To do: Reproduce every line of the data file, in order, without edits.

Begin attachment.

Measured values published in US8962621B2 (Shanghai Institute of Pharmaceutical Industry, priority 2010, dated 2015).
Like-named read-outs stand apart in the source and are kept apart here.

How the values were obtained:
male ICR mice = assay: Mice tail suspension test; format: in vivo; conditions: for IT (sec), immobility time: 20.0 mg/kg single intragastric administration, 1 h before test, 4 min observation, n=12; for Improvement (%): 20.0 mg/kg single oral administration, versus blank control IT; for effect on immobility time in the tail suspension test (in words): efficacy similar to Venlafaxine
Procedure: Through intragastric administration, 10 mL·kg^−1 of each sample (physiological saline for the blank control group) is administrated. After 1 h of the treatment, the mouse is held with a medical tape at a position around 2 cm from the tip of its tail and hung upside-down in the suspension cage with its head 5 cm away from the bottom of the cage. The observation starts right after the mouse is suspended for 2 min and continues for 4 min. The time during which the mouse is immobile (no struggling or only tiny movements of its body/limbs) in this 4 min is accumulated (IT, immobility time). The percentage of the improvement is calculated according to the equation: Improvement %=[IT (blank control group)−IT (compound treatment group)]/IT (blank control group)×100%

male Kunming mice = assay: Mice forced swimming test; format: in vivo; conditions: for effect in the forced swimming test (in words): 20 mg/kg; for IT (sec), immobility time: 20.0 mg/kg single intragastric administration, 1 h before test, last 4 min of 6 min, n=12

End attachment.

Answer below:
Measured values published in US8962621B2 (Shanghai Institute of Pharmaceutical Industry, priority 2010, dated 2015).
Like-named read-outs stand apart in the source and are kept apart here.

How the values were obtained:
male ICR mice = assay: Mice tail suspension test; format: in vivo; conditions: for IT (sec), immobility time: 20.0 mg/kg single intragastric administration, 1 h before test, 4 min observation, n=12; for Improvement (%): 20.0 mg/kg single oral administration, versus blank control IT; for effect on immobility time in the tail suspension test (in words): efficacy similar to Venlafaxine
Procedure: Through intragastric administration, 10 mL·kg^−1 of each sample (physiological saline for the blank control group) is administrated. After 1 h of the treatment, the mouse is held with a medical tape at a position around 2 cm from the tip of its tail and hung upside-down in the suspension cage with its head 5 cm away from the bottom of the cage. The observation starts right after the mouse is suspended for 2 min and continues for 4 min. The time during which the mouse is immobile (no struggling or only tiny movements of its body/limbs) in this 4 min is accumulated (IT, immobility time). The percentage of the improvement is calculated according to the equation: Improvement %=[IT (blank control group)−IT (compound treatment group)]/IT (blank control group)×100%

male Kunming mice = assay: Mice forced swimming test; format: in vivo; conditions: for effect in the forced swimming test (in words): 20 mg/kg; for IT (sec), immobility time: 20.0 mg/kg single intragastric administration, 1 h before test, last 4 min of 6 min, n=12